fain

[ feyn ]
/ feɪn /

adverb

gladly; willingly: He fain would accept.

adjective

content; willing: They were fain to go.
Archaic. constrained; obliged: He was fain to obey his Lord.
Archaic. glad; pleased.
Archaic. desirous; eager.

QUIZZES

DO YOU KNOW THIS VOCABULARY FROM "THE HANDMAID'S TALE"?

"The Handmaid's Tale" was required reading for many of us in school. Everyone else has probably watched the very popular and addictive TV show. Do you remember this vocabulary from the book, and do you know what these terms mean?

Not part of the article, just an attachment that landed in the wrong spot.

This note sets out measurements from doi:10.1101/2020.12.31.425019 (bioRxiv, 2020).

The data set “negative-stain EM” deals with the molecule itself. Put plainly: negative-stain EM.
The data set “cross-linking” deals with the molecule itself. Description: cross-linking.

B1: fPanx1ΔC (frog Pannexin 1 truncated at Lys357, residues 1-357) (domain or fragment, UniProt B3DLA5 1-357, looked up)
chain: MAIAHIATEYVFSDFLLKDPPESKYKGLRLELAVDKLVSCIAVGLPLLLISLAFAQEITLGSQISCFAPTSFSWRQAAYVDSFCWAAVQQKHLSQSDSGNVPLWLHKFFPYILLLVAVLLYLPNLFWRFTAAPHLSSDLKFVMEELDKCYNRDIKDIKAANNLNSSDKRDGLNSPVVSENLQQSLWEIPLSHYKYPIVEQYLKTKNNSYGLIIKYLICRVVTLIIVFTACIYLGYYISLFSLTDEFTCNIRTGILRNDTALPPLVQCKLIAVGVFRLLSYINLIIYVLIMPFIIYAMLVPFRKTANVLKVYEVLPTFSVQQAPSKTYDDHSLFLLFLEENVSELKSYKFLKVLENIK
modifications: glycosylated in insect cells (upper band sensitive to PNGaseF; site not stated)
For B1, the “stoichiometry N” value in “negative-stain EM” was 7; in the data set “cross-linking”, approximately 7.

Question 1 of 10
decorum

Origin of fain

before 900; Middle English; Old English fæg(e)n; cognate with Old Norse feginn happy; akin to fair1

WORDS THAT MAY BE CONFUSED WITH fain

fain faint feign feint
Dictionary.com Unabridged Based on the Random House Unabridged Dictionary, © Random House, Inc. 2020

British Dictionary definitions for fainer

fain
/ (feɪn) /

adverb

(usually with would) archaic willingly; gladlyshe would fain be dead

adjective

obsolete
  1. willing or eager
  2. compelled

Word Origin for fain

Old English fægen; related to Old Norse fegiun happy, Old High German gifehan to be glad, Gothic fahehs joy; see fawn ²
Collins English Dictionary - Complete & Unabridged 2012 Digital Edition © William Collins Sons & Co. Ltd. 1979, 1986 © HarperCollins Publishers 1998, 2000, 2003, 2005, 2006, 2007, 2009, 2012